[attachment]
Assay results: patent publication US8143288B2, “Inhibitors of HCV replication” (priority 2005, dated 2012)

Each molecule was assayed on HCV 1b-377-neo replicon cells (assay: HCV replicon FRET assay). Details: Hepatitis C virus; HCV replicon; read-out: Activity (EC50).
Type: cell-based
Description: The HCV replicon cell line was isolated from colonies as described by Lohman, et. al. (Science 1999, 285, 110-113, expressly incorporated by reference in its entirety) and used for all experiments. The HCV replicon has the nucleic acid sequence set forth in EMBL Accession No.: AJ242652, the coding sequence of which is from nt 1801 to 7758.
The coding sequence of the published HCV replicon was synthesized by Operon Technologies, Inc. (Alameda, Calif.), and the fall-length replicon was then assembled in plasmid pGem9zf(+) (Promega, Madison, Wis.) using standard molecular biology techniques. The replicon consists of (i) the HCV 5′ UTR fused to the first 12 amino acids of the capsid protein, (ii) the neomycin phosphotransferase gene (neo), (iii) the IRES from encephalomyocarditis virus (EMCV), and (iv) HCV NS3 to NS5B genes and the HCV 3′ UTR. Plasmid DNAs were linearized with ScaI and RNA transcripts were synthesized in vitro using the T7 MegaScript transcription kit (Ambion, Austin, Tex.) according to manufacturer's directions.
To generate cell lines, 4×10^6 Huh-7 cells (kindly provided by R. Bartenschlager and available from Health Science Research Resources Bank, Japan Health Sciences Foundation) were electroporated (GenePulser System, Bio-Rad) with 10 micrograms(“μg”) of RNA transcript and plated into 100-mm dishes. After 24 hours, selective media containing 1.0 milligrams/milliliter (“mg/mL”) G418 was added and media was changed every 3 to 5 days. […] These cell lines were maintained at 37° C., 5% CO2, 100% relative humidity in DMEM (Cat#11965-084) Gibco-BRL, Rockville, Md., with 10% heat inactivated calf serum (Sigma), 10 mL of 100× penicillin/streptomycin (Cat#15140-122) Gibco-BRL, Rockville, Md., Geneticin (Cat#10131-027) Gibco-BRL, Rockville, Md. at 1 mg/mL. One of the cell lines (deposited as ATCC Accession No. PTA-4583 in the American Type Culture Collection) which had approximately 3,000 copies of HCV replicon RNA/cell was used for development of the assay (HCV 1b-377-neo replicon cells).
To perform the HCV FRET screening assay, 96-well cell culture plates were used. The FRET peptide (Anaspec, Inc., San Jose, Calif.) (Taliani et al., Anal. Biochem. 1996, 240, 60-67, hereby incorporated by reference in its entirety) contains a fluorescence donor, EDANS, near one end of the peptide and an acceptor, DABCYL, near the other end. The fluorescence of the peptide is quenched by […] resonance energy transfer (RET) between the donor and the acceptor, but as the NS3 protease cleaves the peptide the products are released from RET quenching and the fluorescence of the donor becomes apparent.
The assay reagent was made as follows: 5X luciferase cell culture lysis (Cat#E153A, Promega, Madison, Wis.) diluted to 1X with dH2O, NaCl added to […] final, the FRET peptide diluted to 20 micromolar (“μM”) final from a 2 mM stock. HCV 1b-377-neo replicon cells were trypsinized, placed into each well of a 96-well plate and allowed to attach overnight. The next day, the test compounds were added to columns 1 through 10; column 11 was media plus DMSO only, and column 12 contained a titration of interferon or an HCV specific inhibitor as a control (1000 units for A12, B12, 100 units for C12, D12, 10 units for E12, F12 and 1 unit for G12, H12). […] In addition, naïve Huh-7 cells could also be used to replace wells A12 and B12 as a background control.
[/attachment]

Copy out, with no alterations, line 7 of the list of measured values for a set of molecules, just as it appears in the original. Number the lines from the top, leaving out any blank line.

To perform the HCV FRET screening assay, 96-well cell culture plates were used. The FRET peptide (Anaspec, Inc., San Jose, Calif.) (Taliani et al., Anal. Biochem. 1996, 240, 60-67, hereby incorporated by reference in its entirety) contains a fluorescence donor, EDANS, near one end of the peptide and an acceptor, DABCYL, near the other end. The fluorescence of the peptide is quenched by […] resonance energy transfer (RET) between the donor and the acceptor, but as the NS3 protease cleaves the peptide the products are released from RET quenching and the fluorescence of the donor becomes apparent.